Quantitative v. Qualitative Measurements of Risk

While most MSSPs have a surface-level understanding of their customers’ “risk,” rarely do they invest the time to understand the implications. In particular, many organizations have a hard time differentiating between quantitative and qualitative risk, as well as the divergent impacts each can have on various parts of the business.

With that said, what are the distinctions between the two risk measurements, and why do you need to know the difference?

What Is Quantitative Risk?

Quantitative risk analysis involves assigning a defined dollar amount to a particular risk.

For example, if one of your customer’s keeps 500 confidential patient records on a server, you should work with them to conduct a business impact analysis to determine the replacement cost of each record. This would include expenses associated with informing patients of the attack, changing patients’ ID numbers, printing out new health cards and so on.

That said, while you can attempt to estimate the monetary value of the potential risk of an attack on your customer, you can never quantify the total risk due to the repercussions that will extend beyond the immediate effects of recovery and replacement. Business impact analysis can help you establish a floor for the costs of a cyber attack, but the maximum potential costs are likely uncertain.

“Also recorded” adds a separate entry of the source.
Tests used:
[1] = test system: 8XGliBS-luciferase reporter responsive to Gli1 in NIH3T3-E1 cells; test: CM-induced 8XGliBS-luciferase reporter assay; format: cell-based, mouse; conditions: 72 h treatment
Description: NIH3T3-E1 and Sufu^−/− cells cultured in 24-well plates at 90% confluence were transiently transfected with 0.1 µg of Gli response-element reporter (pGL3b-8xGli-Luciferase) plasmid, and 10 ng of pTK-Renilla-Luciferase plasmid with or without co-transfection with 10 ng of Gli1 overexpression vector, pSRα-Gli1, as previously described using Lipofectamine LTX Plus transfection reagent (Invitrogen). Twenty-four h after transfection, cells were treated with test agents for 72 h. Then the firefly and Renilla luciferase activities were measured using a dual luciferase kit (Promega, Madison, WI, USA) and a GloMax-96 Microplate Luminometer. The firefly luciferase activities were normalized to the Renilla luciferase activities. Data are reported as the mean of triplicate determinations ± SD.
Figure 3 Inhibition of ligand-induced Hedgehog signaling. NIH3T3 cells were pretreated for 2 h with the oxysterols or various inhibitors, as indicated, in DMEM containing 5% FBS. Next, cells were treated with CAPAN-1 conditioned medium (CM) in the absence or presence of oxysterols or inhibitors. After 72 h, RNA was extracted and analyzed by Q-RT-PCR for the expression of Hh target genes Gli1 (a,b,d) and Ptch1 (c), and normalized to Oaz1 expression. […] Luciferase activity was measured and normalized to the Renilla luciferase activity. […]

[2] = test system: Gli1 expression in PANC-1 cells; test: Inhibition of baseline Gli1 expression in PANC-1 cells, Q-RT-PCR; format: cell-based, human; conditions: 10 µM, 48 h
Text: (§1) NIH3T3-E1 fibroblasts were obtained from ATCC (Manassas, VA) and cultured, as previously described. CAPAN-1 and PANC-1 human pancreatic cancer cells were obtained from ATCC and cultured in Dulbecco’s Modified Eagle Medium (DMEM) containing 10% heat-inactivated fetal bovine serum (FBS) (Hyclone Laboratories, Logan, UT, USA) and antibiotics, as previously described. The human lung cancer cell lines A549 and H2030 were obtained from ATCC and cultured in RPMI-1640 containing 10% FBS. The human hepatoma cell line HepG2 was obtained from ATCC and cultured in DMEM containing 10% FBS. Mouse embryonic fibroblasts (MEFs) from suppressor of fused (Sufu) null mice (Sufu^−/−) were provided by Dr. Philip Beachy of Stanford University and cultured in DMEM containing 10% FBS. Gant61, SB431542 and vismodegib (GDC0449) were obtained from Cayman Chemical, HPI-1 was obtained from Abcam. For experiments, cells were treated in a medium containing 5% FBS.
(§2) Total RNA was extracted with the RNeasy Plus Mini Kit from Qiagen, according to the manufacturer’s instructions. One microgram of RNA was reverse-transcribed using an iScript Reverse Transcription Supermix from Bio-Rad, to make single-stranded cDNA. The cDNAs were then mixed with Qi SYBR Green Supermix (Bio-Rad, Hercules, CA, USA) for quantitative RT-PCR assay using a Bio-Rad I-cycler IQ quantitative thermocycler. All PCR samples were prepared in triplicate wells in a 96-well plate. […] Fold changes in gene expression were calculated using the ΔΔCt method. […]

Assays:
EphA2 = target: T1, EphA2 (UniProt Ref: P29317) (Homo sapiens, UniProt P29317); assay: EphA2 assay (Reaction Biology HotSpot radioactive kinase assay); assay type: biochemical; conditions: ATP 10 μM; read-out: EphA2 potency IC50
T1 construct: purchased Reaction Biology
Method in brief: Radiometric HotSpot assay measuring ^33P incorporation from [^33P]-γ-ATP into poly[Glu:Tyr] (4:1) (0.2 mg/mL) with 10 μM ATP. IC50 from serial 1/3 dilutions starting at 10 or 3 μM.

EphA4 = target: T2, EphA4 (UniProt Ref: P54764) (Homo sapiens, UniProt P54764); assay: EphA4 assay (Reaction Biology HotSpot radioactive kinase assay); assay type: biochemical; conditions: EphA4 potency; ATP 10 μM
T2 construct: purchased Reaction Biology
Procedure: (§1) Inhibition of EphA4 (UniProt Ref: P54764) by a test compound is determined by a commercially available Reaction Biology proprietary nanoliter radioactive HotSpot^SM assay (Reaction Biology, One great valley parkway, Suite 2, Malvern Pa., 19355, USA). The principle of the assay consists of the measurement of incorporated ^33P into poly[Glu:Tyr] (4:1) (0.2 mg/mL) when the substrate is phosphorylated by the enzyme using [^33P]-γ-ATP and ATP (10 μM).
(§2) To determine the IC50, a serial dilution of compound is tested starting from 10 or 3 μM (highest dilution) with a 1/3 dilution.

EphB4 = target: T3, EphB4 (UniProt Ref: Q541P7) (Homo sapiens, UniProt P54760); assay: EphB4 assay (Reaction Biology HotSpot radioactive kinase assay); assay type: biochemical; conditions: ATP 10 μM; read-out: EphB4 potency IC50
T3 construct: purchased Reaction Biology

What Is Qualitative Risk?

In qualitative risk assessments, analysts assign a rating (rather than a dollar amount) based on the severity of a risk, ranging from informational to critical.

Analysts begin first by developing an understanding of the environment based on information they gather internally and/or externally. Then they put that information into context by leveraging analytics on how users interact with the environment. Based on what is uncovered, different businesses could face the same threat but have a different system risk analytics profile.

As a result, it is more challenging to attribute a specific threshold or value in these cases, since labels are typically fluid and poorly defined.

Another important component of qualitative risk to consider is reputational risk – which comes into play in the immediate wake of the attack. By definition, reputational risk has a more lasting “ripple effect” on a business, as it pertains what happens in the aftermath of an event. Reputational damage can come in many forms, including reduced sales potential, lost deals, negatively impacted earnings, as well as eroded investor and consumer confidence.

Final Thought

Many organizations do not have the budget or expertise to handle their IT security needs in-house, so they look to you, managed security service providers (MSSPs) and outside vendors, for help. As an MSSP, you will want to know the contextual knowledge about your clients’ business, such as why the environment is configured a certain way, what dictates the layout or the architecture and how the business is ideally run.

You may be monitoring their environment and addressing their top daily priorities effectively, but without your client’s insight, you will be flying blind. As an MSSP, your organization is charged with overseeing the health of your customers’ IT security ecosystem, and you will require institutional knowledge to help deliver a true assessment as to the qualitative and quantitative risks of any given situation.

Empower your clients with both quantitative and qualitative risk assessments built by the context of their unique business, and revise and revisit that information on a regular basis.